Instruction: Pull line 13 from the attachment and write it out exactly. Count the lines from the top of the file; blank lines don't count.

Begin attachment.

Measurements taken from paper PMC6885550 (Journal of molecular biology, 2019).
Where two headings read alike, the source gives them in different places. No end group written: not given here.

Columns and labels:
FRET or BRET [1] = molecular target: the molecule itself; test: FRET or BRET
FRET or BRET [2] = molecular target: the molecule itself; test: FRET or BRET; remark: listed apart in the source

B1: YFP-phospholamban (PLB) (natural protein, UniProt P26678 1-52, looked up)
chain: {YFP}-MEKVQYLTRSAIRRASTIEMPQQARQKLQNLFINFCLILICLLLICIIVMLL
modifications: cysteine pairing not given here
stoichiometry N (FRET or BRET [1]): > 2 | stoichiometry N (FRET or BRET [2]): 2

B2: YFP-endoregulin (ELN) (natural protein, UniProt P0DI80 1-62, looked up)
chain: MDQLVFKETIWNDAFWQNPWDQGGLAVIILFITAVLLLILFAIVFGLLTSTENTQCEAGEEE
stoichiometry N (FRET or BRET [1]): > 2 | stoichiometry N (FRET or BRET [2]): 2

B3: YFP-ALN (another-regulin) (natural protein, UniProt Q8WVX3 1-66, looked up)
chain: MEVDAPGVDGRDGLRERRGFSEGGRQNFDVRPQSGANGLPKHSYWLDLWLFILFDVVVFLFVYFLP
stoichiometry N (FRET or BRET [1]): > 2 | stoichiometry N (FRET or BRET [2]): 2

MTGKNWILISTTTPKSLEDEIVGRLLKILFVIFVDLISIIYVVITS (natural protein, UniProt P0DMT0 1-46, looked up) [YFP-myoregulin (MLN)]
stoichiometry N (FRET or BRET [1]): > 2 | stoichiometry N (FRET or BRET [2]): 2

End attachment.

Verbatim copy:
B3: YFP-ALN (another-regulin) (natural protein, UniProt Q8WVX3 1-66, looked up)